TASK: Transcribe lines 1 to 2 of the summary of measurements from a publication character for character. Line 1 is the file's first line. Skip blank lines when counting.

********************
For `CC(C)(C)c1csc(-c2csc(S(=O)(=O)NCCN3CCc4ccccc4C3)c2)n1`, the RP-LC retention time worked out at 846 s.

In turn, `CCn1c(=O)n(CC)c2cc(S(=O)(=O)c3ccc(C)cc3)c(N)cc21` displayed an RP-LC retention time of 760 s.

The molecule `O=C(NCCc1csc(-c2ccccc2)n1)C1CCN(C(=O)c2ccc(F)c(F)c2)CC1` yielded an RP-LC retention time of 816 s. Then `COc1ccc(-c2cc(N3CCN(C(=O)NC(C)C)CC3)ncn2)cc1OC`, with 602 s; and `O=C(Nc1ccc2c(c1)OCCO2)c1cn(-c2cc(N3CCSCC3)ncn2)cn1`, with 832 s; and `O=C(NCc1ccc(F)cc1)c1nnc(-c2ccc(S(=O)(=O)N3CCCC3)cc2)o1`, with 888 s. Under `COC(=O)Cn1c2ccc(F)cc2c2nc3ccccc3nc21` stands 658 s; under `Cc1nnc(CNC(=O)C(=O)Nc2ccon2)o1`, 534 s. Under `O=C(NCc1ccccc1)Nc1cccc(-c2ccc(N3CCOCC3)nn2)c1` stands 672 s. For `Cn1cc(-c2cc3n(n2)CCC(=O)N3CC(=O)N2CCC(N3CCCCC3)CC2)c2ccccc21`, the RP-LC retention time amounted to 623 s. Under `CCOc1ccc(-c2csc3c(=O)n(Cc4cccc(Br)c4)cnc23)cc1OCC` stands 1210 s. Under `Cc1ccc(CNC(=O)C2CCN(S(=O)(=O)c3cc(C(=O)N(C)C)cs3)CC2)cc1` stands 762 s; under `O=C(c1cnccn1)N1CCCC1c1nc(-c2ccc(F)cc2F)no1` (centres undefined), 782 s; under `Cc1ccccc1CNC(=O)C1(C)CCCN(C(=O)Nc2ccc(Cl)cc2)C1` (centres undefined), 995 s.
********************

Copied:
For `CC(C)(C)c1csc(-c2csc(S(=O)(=O)NCCN3CCc4ccccc4C3)c2)n1`, the RP-LC retention time worked out at 846 s.

In turn, `CCn1c(=O)n(CC)c2cc(S(=O)(=O)c3ccc(C)cc3)c(N)cc21` displayed an RP-LC retention time of 760 s.